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All the Perl that's Practical to Extract and Report

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  • Humans on average can remember no more than 7 or 8 things in a group. They do however have the ability to see smaller groups as single entities. For instance - international telephone numbers

    011639204351234 (ficticious # in the Philippines)

    011 - international
    63 - country code
    920 - equivalent of an area code
    435 - just like US
    1234 - just like US

    This 15 digit number just became only 5.

    Theoretically, this means that an average person should not have to exert a great deal of effort to learn a 49 to 64 sequence of things. The trouble is we tend to make smaller groups of 2/3/4. For instance, I know the following digits of pi from memory

    3.1415926535897932384626

    14 15 9 26535 897 932 384 626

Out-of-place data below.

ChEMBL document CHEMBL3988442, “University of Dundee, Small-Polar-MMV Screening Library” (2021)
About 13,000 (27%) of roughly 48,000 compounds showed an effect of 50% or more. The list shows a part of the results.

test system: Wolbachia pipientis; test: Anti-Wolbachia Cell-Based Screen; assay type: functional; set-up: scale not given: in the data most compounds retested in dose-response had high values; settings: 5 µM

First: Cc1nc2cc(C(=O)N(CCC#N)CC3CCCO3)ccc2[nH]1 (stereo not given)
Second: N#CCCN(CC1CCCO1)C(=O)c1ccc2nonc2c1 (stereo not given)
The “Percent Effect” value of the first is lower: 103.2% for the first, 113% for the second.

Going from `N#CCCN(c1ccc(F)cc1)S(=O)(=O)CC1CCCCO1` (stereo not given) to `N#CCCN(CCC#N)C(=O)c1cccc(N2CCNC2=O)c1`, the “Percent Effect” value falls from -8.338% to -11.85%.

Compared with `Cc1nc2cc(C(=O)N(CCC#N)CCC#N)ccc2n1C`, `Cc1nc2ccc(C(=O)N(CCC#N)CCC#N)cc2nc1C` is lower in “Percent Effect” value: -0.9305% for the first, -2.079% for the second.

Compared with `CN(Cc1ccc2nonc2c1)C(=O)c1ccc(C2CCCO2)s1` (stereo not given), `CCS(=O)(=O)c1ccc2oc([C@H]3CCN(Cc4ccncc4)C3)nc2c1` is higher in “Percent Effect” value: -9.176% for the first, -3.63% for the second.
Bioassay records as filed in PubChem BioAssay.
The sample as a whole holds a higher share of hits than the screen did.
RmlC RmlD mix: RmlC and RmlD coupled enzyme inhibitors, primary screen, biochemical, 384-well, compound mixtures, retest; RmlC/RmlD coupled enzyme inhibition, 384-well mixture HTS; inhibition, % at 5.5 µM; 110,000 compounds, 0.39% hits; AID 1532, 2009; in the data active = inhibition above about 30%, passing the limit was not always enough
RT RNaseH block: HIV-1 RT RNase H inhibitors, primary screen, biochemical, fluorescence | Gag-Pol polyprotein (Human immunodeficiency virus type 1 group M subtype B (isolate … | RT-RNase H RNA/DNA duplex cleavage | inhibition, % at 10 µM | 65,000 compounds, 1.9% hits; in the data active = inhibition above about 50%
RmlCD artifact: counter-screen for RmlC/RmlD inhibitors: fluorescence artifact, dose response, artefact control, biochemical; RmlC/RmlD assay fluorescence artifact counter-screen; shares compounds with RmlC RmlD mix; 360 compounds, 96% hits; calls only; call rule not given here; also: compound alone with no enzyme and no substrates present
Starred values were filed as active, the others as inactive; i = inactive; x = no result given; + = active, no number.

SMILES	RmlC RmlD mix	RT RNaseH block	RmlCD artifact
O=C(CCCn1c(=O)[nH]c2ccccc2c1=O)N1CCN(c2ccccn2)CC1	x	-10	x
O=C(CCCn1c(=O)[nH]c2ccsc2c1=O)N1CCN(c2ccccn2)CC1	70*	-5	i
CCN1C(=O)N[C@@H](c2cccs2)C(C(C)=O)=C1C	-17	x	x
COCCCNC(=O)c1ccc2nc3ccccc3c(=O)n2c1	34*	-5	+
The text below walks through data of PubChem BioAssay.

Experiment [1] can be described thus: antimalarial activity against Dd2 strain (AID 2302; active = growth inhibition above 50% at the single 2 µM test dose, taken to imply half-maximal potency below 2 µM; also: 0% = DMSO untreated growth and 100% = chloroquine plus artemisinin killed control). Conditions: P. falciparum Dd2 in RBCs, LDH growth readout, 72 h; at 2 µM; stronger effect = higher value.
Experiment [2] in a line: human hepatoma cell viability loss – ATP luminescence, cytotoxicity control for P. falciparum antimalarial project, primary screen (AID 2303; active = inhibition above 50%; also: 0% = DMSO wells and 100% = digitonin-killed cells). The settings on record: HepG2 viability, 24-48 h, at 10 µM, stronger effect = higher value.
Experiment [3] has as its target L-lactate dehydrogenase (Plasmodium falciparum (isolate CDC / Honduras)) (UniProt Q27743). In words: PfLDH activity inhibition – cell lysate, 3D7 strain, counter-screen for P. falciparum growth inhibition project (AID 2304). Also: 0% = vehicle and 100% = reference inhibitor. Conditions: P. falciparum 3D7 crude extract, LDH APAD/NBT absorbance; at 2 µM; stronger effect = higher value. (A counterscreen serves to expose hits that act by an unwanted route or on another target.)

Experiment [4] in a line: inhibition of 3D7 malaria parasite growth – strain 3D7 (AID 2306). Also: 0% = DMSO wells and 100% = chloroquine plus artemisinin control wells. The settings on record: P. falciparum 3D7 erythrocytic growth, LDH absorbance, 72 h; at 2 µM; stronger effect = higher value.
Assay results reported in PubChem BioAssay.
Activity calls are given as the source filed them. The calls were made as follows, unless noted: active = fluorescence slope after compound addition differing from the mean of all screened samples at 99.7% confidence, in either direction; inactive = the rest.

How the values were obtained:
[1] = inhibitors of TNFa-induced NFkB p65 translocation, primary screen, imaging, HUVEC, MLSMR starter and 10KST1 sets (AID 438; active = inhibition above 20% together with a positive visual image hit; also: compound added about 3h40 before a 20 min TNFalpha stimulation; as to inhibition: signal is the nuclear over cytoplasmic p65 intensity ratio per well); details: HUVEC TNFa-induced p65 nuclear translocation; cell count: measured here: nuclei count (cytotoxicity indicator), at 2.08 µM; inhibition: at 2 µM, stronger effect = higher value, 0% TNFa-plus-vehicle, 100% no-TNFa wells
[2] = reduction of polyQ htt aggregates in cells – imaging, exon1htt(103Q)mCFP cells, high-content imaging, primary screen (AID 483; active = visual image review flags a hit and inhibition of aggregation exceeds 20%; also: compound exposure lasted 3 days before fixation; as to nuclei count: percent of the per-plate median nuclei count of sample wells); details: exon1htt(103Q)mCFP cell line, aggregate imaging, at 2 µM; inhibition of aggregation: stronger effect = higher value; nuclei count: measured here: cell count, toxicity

And I have on a number of occassions tried to commit more numbers to memory but these are the ones I am always sure of. This isn't to say if I worked hard at it, I couldn't memorize more - but hey, with that many digits I could already calculate the circumference of the universe with the precision of no more than a atom's width of error ;-)

    Humans also tend to only visually recognize up to 4 things (unless they are ordered to give cues). Place a number of dots on a piece of paper randomly and ask someone to tell you how many there are without counting them. No problem with 1, 2, 3, 4

    At 5 it gets shakey and goes downhill from here.

    In any case - I think LDDD-LDDD-LDDD should be fine.

    Cheers
    L~R

    • with that many digits I could already calculate the circumference of the universe with the precision of no more than a atom's width of error

      I dare you do it :-)